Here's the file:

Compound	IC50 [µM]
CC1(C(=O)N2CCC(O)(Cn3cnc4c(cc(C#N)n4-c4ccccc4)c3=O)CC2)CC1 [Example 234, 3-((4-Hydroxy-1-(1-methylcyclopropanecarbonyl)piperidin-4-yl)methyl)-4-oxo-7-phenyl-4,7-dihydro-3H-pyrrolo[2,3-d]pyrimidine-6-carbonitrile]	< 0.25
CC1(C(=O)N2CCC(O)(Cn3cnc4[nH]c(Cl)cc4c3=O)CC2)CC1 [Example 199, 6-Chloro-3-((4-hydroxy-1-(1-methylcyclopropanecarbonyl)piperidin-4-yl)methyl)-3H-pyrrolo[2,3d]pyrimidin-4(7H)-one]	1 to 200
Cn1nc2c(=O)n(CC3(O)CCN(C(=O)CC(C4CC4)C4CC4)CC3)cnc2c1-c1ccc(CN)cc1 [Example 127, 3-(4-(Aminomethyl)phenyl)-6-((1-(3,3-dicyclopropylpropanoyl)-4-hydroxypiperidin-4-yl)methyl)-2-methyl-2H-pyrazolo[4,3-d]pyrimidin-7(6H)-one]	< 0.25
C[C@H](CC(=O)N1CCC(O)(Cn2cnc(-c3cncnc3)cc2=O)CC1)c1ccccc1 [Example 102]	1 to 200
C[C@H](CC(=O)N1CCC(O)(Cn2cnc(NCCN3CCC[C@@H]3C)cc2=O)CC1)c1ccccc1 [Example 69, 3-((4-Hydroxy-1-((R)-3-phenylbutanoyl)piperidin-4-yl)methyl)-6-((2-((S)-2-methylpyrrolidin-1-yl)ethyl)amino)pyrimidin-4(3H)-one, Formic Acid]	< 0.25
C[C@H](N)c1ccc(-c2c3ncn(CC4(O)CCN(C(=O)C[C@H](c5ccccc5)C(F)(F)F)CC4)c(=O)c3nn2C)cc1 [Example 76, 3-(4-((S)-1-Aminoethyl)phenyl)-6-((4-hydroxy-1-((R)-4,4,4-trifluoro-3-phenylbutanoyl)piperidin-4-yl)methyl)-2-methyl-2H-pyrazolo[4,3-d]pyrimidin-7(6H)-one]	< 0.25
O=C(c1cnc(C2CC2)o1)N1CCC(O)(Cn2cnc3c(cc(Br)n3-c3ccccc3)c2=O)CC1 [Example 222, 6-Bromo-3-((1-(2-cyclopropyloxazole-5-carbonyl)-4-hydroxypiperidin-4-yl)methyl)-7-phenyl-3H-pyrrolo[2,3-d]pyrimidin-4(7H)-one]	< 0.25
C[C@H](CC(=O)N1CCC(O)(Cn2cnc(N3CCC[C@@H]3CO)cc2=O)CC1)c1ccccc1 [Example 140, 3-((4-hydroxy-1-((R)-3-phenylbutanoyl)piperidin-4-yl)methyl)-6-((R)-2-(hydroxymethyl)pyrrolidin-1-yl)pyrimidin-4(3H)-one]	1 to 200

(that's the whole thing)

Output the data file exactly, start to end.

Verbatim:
Compound	IC50 [µM]
CC1(C(=O)N2CCC(O)(Cn3cnc4c(cc(C#N)n4-c4ccccc4)c3=O)CC2)CC1 [Example 234, 3-((4-Hydroxy-1-(1-methylcyclopropanecarbonyl)piperidin-4-yl)methyl)-4-oxo-7-phenyl-4,7-dihydro-3H-pyrrolo[2,3-d]pyrimidine-6-carbonitrile]	< 0.25
CC1(C(=O)N2CCC(O)(Cn3cnc4[nH]c(Cl)cc4c3=O)CC2)CC1 [Example 199, 6-Chloro-3-((4-hydroxy-1-(1-methylcyclopropanecarbonyl)piperidin-4-yl)methyl)-3H-pyrrolo[2,3d]pyrimidin-4(7H)-one]	1 to 200
Cn1nc2c(=O)n(CC3(O)CCN(C(=O)CC(C4CC4)C4CC4)CC3)cnc2c1-c1ccc(CN)cc1 [Example 127, 3-(4-(Aminomethyl)phenyl)-6-((1-(3,3-dicyclopropylpropanoyl)-4-hydroxypiperidin-4-yl)methyl)-2-methyl-2H-pyrazolo[4,3-d]pyrimidin-7(6H)-one]	< 0.25
C[C@H](CC(=O)N1CCC(O)(Cn2cnc(-c3cncnc3)cc2=O)CC1)c1ccccc1 [Example 102]	1 to 200
C[C@H](CC(=O)N1CCC(O)(Cn2cnc(NCCN3CCC[C@@H]3C)cc2=O)CC1)c1ccccc1 [Example 69, 3-((4-Hydroxy-1-((R)-3-phenylbutanoyl)piperidin-4-yl)methyl)-6-((2-((S)-2-methylpyrrolidin-1-yl)ethyl)amino)pyrimidin-4(3H)-one, Formic Acid]	< 0.25
C[C@H](N)c1ccc(-c2c3ncn(CC4(O)CCN(C(=O)C[C@H](c5ccccc5)C(F)(F)F)CC4)c(=O)c3nn2C)cc1 [Example 76, 3-(4-((S)-1-Aminoethyl)phenyl)-6-((4-hydroxy-1-((R)-4,4,4-trifluoro-3-phenylbutanoyl)piperidin-4-yl)methyl)-2-methyl-2H-pyrazolo[4,3-d]pyrimidin-7(6H)-one]	< 0.25
O=C(c1cnc(C2CC2)o1)N1CCC(O)(Cn2cnc3c(cc(Br)n3-c3ccccc3)c2=O)CC1 [Example 222, 6-Bromo-3-((1-(2-cyclopropyloxazole-5-carbonyl)-4-hydroxypiperidin-4-yl)methyl)-7-phenyl-3H-pyrrolo[2,3-d]pyrimidin-4(7H)-one]	< 0.25
C[C@H](CC(=O)N1CCC(O)(Cn2cnc(N3CCC[C@@H]3CO)cc2=O)CC1)c1ccccc1 [Example 140, 3-((4-hydroxy-1-((R)-3-phenylbutanoyl)piperidin-4-yl)methyl)-6-((R)-2-(hydroxymethyl)pyrrolidin-1-yl)pyrimidin-4(3H)-one]	1 to 200